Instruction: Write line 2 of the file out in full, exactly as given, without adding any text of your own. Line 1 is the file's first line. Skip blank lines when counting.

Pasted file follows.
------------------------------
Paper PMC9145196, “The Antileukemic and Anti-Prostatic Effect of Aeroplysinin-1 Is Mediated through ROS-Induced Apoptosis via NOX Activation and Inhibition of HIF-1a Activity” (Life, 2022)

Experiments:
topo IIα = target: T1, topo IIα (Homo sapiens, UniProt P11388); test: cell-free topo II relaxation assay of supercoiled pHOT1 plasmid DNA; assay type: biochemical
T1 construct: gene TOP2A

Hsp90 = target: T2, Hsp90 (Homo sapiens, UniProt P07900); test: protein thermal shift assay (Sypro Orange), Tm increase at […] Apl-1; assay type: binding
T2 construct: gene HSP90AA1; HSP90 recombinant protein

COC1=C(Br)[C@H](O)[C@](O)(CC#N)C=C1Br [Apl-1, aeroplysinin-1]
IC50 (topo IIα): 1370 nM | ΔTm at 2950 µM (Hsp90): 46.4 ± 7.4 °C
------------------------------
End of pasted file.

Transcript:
Experiments: